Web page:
Search The Line of Best Fit
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French trio Veik plunder the kosmische musik of the past while sounding invariably modern

"Surrounding Structures"

Release date: 30 April 2021
28 April 2021, 07:37 Written by Chris Todd
After a spike in the use of kosmische sounds across the mainstream indie landscape a decade or so ago, krautrock stylings have once again returned to the underground, muting into all kinds of fascinating strands resulting in several albums of note, especially in Europe.

From the modern day Black Sabbath-isms of French power trio Slift, the lysergic grind of Sweden’s The Janitors & the electronic psych thrusting of German's Flying Man on Moon, and Camera, all have recently released essential albums for those who like to zone to the drone.

Add Surrounding Structures, the debut by this French trio to that list of must hears. Over ten tracks they colour their sound in various shades of bleak. The murky electronica and muted synths of "Political Apathy" recall Cluster at their most disciplined. Freeform mood-pieces such as ‘Honesty’ channel the sound of Suicide, especially in the oblique clipped vocal delivery of Boris Collet which sits socially awkwardly alongside the baritone sound of Ian Curtis and Nico.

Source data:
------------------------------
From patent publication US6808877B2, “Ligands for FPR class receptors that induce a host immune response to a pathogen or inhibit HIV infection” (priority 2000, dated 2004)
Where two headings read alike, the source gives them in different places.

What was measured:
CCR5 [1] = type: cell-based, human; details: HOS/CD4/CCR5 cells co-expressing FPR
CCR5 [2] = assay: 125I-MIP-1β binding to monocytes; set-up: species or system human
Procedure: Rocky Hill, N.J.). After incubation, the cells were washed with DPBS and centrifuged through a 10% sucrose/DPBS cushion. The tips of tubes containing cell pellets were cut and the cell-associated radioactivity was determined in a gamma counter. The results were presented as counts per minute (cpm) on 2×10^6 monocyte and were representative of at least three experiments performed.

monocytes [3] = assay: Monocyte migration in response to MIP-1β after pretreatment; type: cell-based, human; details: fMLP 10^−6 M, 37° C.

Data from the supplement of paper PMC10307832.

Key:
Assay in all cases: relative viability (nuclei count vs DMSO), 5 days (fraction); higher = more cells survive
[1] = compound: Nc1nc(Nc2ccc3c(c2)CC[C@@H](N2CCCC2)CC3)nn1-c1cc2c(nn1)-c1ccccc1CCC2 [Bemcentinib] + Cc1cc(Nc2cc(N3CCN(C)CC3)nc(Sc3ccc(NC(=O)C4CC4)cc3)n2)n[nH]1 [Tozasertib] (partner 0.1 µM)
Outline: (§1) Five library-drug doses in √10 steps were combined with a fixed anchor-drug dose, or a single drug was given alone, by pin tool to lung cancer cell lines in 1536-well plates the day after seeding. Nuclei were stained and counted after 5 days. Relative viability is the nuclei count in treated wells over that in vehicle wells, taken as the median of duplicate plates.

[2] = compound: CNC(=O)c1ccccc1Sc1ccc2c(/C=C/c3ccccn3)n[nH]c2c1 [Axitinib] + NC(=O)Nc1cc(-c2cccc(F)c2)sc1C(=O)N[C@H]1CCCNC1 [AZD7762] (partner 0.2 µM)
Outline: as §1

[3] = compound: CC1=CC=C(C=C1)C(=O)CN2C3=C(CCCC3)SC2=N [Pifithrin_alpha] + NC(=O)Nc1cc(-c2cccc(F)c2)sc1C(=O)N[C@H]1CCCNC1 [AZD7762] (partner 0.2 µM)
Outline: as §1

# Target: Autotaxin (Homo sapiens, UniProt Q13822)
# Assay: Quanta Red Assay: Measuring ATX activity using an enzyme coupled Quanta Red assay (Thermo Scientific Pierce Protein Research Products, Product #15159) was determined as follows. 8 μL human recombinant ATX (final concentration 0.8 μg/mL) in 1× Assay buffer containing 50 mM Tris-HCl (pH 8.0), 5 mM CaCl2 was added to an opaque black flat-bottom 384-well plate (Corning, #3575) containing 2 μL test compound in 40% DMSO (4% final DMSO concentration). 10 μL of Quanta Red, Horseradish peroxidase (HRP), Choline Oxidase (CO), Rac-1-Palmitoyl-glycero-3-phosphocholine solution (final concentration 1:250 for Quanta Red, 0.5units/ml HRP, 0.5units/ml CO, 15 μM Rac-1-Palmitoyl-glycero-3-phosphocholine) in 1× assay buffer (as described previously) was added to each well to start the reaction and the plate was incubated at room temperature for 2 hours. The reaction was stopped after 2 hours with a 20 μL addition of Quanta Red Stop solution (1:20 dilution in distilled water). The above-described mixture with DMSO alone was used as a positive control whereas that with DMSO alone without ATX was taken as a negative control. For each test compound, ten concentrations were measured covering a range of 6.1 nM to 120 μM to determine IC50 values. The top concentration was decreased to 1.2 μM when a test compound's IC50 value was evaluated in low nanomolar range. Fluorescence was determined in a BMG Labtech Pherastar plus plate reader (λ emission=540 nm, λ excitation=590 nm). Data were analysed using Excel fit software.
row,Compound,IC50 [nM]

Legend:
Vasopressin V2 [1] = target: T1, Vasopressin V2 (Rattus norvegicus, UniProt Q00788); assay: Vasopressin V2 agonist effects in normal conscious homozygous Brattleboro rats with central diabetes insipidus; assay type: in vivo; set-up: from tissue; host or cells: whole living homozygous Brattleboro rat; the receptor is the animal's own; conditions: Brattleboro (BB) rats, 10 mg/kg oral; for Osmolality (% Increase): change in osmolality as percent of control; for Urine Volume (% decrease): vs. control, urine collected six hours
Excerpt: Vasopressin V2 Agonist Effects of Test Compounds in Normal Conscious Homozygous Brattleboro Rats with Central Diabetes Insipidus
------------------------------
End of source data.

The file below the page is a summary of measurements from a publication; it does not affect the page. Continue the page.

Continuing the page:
Though their sound is by default lowkey and minimalist, they’re unafraid to plunder from other styles to create something fuller bodied. "Chateau Guitar" uses the slow build structure of techno to create a slow build piece; beginning with the static throb of electronics, a looped guitar riff and hesitant percussion, all three textures rise in intensity til eventually colliding in a glorious mess - distorted, sampled yelped vocals smattered over the noise before swiftly stripping back into nothing.

They successfully dabble in ambient oddities ("Surrounding structures"), and Beak influenced synthtronic workouts ("Chullachaqui") with ease. "Difficult Machinery" comes from the same place as early Stereolab at their most obtuse, while ‘Life Is A Consuming Experience’ ramps up the dystopic sound-scaping, sugaring the grime with beautifully warm analogue synthesizer sounds.

With other excursions into IBM, darkwave and angular post-punk, Surrounding Structures succeeds where other modern-day krautrock albums fail in being unafraid to venture far from the genre for influences and applying them throughout thus achieving that balance between reverence for the past, while remaining relevant and of the now.

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